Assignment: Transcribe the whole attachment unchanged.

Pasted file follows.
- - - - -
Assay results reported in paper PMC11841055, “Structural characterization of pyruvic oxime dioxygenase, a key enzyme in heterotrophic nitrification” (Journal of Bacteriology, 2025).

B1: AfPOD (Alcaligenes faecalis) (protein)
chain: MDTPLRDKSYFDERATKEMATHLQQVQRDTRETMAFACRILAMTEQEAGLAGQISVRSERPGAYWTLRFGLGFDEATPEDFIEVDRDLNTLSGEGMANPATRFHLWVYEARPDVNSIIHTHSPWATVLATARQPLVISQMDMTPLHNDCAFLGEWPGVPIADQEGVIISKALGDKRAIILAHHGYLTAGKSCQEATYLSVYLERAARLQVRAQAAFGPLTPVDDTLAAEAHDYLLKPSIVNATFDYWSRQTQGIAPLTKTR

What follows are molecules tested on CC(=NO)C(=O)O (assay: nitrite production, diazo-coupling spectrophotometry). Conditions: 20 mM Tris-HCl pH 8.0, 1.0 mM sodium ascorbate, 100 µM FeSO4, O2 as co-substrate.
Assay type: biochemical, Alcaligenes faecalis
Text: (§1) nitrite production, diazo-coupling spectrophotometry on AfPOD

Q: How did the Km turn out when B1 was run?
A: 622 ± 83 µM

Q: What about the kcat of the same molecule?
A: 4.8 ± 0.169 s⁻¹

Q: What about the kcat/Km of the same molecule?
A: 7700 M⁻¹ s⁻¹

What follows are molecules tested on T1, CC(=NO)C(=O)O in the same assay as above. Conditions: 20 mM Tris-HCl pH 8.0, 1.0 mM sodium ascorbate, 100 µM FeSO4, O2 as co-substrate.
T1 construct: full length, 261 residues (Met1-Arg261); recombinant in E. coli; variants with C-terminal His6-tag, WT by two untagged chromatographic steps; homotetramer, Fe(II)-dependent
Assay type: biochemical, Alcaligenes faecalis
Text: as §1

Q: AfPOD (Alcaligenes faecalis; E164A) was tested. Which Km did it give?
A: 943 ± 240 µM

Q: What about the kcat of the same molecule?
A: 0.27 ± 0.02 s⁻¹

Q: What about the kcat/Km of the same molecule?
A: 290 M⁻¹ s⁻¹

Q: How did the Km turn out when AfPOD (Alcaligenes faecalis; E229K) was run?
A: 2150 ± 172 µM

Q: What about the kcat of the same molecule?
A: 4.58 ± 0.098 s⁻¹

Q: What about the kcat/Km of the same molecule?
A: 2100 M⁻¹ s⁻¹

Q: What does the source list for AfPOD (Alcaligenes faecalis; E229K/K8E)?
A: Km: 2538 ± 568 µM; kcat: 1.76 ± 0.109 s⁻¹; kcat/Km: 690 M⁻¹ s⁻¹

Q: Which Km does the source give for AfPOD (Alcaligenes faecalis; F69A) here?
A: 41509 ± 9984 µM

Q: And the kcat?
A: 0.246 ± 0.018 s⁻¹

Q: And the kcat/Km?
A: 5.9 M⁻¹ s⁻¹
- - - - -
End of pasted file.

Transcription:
Assay results reported in paper PMC11841055, “Structural characterization of pyruvic oxime dioxygenase, a key enzyme in heterotrophic nitrification” (Journal of Bacteriology, 2025).

B1: AfPOD (Alcaligenes faecalis) (protein)
chain: MDTPLRDKSYFDERATKEMATHLQQVQRDTRETMAFACRILAMTEQEAGLAGQISVRSERPGAYWTLRFGLGFDEATPEDFIEVDRDLNTLSGEGMANPATRFHLWVYEARPDVNSIIHTHSPWATVLATARQPLVISQMDMTPLHNDCAFLGEWPGVPIADQEGVIISKALGDKRAIILAHHGYLTAGKSCQEATYLSVYLERAARLQVRAQAAFGPLTPVDDTLAAEAHDYLLKPSIVNATFDYWSRQTQGIAPLTKTR

What follows are molecules tested on CC(=NO)C(=O)O (assay: nitrite production, diazo-coupling spectrophotometry). Conditions: 20 mM Tris-HCl pH 8.0, 1.0 mM sodium ascorbate, 100 µM FeSO4, O2 as co-substrate.
Assay type: biochemical, Alcaligenes faecalis
Text: (§1) nitrite production, diazo-coupling spectrophotometry on AfPOD

Q: How did the Km turn out when B1 was run?
A: 622 ± 83 µM

Q: What about the kcat of the same molecule?
A: 4.8 ± 0.169 s⁻¹

Q: What about the kcat/Km of the same molecule?
A: 7700 M⁻¹ s⁻¹

What follows are molecules tested on T1, CC(=NO)C(=O)O in the same assay as above. Conditions: 20 mM Tris-HCl pH 8.0, 1.0 mM sodium ascorbate, 100 µM FeSO4, O2 as co-substrate.
T1 construct: full length, 261 residues (Met1-Arg261); recombinant in E. coli; variants with C-terminal His6-tag, WT by two untagged chromatographic steps; homotetramer, Fe(II)-dependent
Assay type: biochemical, Alcaligenes faecalis
Text: as §1

Q: AfPOD (Alcaligenes faecalis; E164A) was tested. Which Km did it give?
A: 943 ± 240 µM

Q: What about the kcat of the same molecule?
A: 0.27 ± 0.02 s⁻¹

Q: What about the kcat/Km of the same molecule?
A: 290 M⁻¹ s⁻¹

Q: How did the Km turn out when AfPOD (Alcaligenes faecalis; E229K) was run?
A: 2150 ± 172 µM

Q: What about the kcat of the same molecule?
A: 4.58 ± 0.098 s⁻¹

Q: What about the kcat/Km of the same molecule?
A: 2100 M⁻¹ s⁻¹

Q: What does the source list for AfPOD (Alcaligenes faecalis; E229K/K8E)?
A: Km: 2538 ± 568 µM; kcat: 1.76 ± 0.109 s⁻¹; kcat/Km: 690 M⁻¹ s⁻¹

Q: Which Km does the source give for AfPOD (Alcaligenes faecalis; F69A) here?
A: 41509 ± 9984 µM

Q: And the kcat?
A: 0.246 ± 0.018 s⁻¹

Q: And the kcat/Km?
A: 5.9 M⁻¹ s⁻¹